A Simple Guide to Disability Insurance in 2020
The following blog is a a guest post from our friends at Breeze, an online disability insurance provider.
A Simple Guide to Disability Insurance in 2020
Insurance is an essential component of any sound financial plan. Health, life, home, and auto insurance are probably the main types of coverage that come to mind.
Once you have these taken care of, it’s easy to forget about other types of coverage you may need as well. Disability insurance is a perfect example. It protects your ability to earn an income and meet your financial needs in life, but it’s commonly overlooked due to confusion about how it works.
In this simple guide, we break down the basics of disability insurance.
How Disability Insurance Works
Disability insurance is designed to replace a percentage of your monthly income if an injury or illness limits your ability to work for an extended period of time. Think of it as protection for your paycheck.
The right disability insurance policy should provide security for you and any loved ones who depend on you financially. Having disability insurance means being able to buy food, pay bills, and meet other financial needs while you get back on your feet. It can help you endure the negative financial impact caused by a prolonged injury or illness without depleting your hard-earned savings. This makes it an essential component of financial health for members of today’s workforce.
Every disability insurance policy will state:
- A premium amount — how much you will pay each month.
- A benefit amount — how much you will receive in benefits.
- A benefit period — how long your benefits will last.
- Elimination period — how long until benefits kick in after a disability.
- Definition of disability — how the policy defines disability.
If you experience a condition that meets your policy’s definition of disability, you will then receive the benefit amount for the length of your benefit period.
Short Term vs. Long Term Disability Insurance
The two main types of disability insurance coverage are short term and long term. It’s important to understand the following key differences between the two when seeking out coverage:
- What injuries and illnesses they cover.
- How long you can receive disability benefits for.
- How long you have to wait following a disabling event to receive benefits.
Short term disability insurance is best for temporary, less serious injuries and illnesses. It is ideal for disabling events that may limit the ability to work, but people generally recover from, such as a broken wrist or maternity leave for pregnancy. Typically, short term disability policies feature a three-month benefit period and a 14-day waiting period.
On the other hand, long term disability insurance covers serious injuries and illnesses that keep you out of work for several months, years, or even permanently. Serious illnesses, such as cancer and heart disease, and musculoskeletal disorders, such as arthritis and back pain, account for the vast majority of long-term disability claims. Typically, long term disability policies feature a five-year benefit period and a 90-day waiting period.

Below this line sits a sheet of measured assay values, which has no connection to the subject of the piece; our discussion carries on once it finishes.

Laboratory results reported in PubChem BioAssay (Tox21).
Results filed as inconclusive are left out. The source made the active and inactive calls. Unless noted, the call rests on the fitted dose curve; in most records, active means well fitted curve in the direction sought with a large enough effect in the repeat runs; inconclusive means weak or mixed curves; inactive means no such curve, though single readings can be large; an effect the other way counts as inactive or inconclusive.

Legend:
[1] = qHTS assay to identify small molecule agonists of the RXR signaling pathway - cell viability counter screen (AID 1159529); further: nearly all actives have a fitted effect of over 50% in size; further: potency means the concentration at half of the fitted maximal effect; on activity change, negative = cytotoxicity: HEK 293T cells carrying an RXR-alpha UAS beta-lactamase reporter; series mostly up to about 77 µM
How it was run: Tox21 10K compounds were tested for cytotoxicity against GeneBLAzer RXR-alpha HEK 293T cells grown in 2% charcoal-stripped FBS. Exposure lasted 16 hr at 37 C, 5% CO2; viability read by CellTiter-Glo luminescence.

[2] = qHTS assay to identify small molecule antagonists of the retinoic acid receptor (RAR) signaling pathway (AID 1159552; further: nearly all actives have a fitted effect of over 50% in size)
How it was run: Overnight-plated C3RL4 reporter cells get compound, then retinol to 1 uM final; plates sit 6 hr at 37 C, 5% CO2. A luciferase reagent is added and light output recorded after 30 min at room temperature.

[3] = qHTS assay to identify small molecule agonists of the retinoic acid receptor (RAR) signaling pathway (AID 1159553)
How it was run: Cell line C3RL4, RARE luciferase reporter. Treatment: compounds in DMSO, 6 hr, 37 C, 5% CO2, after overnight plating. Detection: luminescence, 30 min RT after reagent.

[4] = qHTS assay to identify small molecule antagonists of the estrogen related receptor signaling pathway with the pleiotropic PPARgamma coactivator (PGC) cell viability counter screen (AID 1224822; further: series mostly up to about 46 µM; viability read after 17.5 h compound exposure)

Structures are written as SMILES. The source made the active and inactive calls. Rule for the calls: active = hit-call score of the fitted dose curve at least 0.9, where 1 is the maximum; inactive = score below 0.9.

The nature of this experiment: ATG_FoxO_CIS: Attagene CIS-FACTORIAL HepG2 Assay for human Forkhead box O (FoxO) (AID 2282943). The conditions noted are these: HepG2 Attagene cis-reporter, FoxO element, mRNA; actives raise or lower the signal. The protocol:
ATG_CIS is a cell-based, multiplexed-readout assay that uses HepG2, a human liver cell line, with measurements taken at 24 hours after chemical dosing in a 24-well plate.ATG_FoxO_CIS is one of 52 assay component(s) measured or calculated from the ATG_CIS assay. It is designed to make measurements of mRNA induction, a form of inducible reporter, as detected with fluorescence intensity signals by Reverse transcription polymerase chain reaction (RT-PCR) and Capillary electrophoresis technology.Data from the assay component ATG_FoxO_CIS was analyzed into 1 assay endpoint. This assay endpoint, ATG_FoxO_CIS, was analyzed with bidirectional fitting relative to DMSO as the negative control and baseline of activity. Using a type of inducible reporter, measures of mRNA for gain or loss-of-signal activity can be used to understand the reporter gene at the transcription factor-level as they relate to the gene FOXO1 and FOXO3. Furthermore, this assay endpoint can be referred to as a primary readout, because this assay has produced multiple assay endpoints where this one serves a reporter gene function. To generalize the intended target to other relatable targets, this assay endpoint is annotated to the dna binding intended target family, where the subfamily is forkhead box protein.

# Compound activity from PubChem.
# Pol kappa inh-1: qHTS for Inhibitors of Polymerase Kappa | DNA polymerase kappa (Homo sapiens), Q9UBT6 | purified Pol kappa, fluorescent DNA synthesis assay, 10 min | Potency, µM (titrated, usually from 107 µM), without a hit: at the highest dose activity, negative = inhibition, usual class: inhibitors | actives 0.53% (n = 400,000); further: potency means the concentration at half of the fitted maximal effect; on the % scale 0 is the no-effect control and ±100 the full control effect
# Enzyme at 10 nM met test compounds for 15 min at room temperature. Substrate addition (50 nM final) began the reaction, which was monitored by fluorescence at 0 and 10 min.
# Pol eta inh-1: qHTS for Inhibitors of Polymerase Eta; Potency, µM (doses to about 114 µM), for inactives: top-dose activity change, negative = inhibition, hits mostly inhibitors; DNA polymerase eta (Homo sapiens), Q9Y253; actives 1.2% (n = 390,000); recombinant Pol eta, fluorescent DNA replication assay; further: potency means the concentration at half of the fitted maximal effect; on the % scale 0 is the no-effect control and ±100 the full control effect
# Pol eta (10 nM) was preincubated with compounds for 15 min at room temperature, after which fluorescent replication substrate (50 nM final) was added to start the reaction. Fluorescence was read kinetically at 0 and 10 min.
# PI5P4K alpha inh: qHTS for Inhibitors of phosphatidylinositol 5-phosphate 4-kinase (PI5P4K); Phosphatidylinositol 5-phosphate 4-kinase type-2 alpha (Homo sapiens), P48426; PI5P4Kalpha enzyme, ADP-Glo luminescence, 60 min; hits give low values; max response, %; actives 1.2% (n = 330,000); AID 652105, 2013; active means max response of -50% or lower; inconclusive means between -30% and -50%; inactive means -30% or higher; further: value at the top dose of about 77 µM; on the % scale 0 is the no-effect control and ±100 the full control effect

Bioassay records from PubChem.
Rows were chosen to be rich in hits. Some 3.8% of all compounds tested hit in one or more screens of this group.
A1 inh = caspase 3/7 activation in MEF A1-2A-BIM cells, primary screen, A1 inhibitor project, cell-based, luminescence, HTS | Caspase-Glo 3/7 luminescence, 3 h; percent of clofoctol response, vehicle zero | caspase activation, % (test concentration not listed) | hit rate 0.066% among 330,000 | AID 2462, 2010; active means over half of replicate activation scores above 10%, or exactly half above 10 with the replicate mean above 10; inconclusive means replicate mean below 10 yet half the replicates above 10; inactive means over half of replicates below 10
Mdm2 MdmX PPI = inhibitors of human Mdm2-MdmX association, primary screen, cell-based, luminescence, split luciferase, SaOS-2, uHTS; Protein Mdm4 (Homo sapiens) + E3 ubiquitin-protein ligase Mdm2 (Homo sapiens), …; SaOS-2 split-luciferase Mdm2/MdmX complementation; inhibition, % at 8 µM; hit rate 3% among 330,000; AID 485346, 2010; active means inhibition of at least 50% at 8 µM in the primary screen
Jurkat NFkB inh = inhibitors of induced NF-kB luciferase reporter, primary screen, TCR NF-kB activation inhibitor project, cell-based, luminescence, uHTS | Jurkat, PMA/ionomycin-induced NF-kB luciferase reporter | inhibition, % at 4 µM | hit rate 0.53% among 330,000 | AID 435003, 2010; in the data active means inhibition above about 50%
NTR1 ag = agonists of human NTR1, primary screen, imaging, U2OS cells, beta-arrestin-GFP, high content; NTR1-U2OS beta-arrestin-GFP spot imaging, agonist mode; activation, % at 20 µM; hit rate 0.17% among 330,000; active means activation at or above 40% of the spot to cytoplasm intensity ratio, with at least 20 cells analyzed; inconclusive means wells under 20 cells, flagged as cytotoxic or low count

Group vs. Individual Disability Insurance
There are two main ways to protect your income with disability insurance:
- As part of a group, most commonly your employer.
- Individually through a private insurer.
While group coverage is inexpensive and nice to have, it’s rarely enough by itself. Group disability insurance plans typically place a cap on benefits. This is troublesome for higher-income earners since benefits are cut off at a certain dollar amount. Group disability coverage uses your base salary, which means it does not account for commissions or bonuses earned and benefits are taxed. Leaving your employer also means losing your coverage. And even if you stay, your employer can decide to cancel the plan.
An individual disability insurance policy is a personalized plan from a private insurance company that protects you and your source of income from injury and illness. Individual disability insurance allows you to select a higher benefit amount based on your total net income. Premiums are paid with after-tax dollars, so any benefits you receive will not be taxed. Individual policies are also portable, which means you will not lose coverage if you switch employers. Your coverage will go wherever you go.
The Cost of Disability Insurance
How much you will need to pay for disability insurance coverage depends on a number of personal factors, such as your age, gender, health history, and job occupation. The policy choices you make, including the benefit amount, benefit period, waiting period, and any optional riders you select, will also impact disability insurance cost.
That being said, the average cost of disability insurance is typically between 1 percent and 4 percent of your annual income. Another estimation is that you can expect to pay between 2 percent and 6 percent of your policy’s monthly benefit amount in premium. However, it’s possible that your price tag falls outside of these ranges.
To assess your disability insurance needs, ask yourself: How long could I last without receiving a paycheck? Take inventory of your monthly obligations, necessities, and investing activities, and consider the size of your emergency fund as well. Then run a quick, online disability insurance quote to check your rates with Breeze. If you like what you see, you can apply for coverage right there on the spot.